Mysterious Sailing Stones of Death Valley

Sailing stones, sliding rocks, and moving rocks all refer to a geological phenomenon where rocks move in long tracks along a smooth valley floor without human or animal intervention. They have been recorded and studied in a number of places around Racetrack Playa, Death Valley, where the number and length of travel grooves are notable. The force behind their movement is not confirmed and is the subject of research.

The stones move only every two or three years and most tracks develop over three or four years. Stones with rough bottoms leave straight striated tracks while those with smooth bottoms wander. Stones sometimes turn over, exposing another edge to the ground and leaving a different track in the stone’s wake.

Sailing stones

Trails differ in both direction and length. Rocks that start next to each other may travel parallel for a time, before one abruptly changes direction to the left, right, or even back the direction it came from. Trail length also varies – two similarly sized and shaped rocks may travel uniformly, then one could move ahead or stop in its track.

It is one big mystery that a stone that weighs more or less like a man can move on its own. This has become quite a puzzle for the past decade. The mysterious sailing stones of Death Valley have been discovered to slide over valleys that people do not live in. These valleys are filled with dry cracking muddy ground during summer and ice during winter. Many geologists have gone to all the places in Racetrack Playa and its surrounding.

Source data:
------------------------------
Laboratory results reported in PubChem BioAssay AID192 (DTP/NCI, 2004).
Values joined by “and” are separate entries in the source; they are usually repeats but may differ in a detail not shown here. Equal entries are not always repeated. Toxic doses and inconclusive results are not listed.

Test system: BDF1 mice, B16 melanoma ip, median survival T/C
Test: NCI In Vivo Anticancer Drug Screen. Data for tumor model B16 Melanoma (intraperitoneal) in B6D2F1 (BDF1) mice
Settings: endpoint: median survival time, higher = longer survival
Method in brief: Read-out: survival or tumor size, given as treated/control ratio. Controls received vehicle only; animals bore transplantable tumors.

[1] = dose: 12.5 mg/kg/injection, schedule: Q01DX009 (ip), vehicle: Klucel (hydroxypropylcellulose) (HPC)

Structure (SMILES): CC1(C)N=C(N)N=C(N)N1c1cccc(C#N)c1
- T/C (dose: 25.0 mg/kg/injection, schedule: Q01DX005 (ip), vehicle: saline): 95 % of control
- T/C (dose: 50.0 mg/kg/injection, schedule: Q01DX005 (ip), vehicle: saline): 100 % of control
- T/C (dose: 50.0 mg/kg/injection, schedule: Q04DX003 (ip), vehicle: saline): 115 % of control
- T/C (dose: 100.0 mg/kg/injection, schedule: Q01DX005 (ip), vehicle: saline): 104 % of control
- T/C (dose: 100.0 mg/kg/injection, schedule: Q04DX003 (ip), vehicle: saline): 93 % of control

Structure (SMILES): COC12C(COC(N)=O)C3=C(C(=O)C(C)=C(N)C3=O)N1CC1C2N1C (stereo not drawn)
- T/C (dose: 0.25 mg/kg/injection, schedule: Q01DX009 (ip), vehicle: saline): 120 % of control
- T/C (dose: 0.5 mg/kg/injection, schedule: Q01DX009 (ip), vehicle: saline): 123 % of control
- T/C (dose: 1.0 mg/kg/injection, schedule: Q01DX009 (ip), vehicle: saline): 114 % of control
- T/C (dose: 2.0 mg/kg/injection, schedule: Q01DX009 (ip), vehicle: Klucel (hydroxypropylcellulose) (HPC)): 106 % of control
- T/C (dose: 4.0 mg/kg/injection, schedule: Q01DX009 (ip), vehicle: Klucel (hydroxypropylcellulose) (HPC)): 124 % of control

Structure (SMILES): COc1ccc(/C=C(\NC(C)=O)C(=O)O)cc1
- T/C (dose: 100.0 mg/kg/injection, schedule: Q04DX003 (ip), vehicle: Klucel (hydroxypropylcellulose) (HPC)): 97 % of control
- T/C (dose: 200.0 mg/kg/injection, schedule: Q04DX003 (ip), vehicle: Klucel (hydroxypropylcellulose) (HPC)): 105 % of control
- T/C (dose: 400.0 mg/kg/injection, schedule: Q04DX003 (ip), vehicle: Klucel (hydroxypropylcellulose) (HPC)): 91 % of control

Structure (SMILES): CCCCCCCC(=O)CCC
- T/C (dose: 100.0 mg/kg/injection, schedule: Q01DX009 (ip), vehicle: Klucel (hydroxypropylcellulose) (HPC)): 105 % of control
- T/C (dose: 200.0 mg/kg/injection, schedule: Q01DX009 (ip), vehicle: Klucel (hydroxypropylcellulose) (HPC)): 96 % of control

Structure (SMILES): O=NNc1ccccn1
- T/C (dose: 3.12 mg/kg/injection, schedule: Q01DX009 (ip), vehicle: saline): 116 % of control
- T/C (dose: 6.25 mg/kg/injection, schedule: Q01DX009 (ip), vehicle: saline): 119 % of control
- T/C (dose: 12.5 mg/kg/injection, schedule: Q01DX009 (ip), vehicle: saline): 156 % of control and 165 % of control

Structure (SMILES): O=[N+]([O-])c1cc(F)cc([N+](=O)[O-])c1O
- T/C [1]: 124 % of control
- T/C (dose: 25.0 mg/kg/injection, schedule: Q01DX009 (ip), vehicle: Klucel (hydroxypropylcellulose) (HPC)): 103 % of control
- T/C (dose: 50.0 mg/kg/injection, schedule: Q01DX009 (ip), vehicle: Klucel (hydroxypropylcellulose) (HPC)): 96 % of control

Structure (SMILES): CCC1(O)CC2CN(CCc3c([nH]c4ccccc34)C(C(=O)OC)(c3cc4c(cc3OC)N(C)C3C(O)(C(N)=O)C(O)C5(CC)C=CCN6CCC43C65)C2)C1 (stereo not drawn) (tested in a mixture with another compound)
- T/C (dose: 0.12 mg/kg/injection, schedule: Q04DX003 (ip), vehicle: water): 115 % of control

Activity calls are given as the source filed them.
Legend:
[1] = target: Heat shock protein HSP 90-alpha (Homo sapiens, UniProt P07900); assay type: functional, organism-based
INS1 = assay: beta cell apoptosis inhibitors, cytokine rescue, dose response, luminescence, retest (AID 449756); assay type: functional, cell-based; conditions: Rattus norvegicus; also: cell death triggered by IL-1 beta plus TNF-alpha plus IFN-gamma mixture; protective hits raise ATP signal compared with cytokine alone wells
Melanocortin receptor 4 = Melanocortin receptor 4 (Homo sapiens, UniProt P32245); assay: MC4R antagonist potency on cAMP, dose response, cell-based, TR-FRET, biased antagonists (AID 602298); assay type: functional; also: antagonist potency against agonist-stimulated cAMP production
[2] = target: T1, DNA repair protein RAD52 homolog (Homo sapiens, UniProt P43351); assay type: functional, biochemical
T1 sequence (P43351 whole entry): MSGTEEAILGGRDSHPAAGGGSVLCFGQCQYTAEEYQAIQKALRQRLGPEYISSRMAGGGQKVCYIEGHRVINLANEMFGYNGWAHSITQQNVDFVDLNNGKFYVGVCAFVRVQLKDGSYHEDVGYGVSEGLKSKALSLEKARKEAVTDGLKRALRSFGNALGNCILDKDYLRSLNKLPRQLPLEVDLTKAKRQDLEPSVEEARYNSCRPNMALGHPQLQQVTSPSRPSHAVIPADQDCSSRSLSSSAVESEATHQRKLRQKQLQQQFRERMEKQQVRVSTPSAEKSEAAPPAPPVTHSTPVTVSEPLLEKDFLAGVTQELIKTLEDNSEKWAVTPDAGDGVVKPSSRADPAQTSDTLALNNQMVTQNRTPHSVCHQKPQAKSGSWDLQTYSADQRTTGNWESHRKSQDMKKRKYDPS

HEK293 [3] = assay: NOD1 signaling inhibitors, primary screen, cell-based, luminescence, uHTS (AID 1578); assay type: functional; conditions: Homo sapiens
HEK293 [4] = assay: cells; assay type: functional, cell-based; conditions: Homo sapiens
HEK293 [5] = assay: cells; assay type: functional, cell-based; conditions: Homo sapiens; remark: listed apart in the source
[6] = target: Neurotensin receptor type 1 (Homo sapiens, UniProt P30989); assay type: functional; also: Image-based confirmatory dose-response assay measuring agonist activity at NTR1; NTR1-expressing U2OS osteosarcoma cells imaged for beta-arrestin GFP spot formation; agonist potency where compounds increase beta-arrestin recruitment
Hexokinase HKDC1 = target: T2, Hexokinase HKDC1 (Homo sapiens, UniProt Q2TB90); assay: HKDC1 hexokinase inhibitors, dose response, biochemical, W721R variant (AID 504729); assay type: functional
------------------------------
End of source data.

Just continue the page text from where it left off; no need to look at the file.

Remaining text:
A geological phenomenon has been observed and studied for the last 50 years that has yet to be explained. In the dry lake bed of Racetrack, Death Valley, stones as big as 700 pounds, mysteriously slide across the surface without any physical manipulation by man or beast. These stones have become known as the Sailing Stones.

Sailing stones

Although these stones have been studied for the last fifty years, no one has seen these stones actively sliding.

Some researchers believe a combination of natural events cause these stones to “sail”. This area of Death Valley can get very frigid in the winter nights, causing a layer of ice to form on the baked smooth soil. The combination of the ice coated ground and fierce winds, the rocks are gently pushed across the surface. The winds are indeed fierce, as they have been known to clock up to 90 mph during the winter months.

Other researchers question this theory. Some point the conditions have to be just right for these stones to move, perhaps occurring once every one to three years. They claim some other unknown factor is probably in play.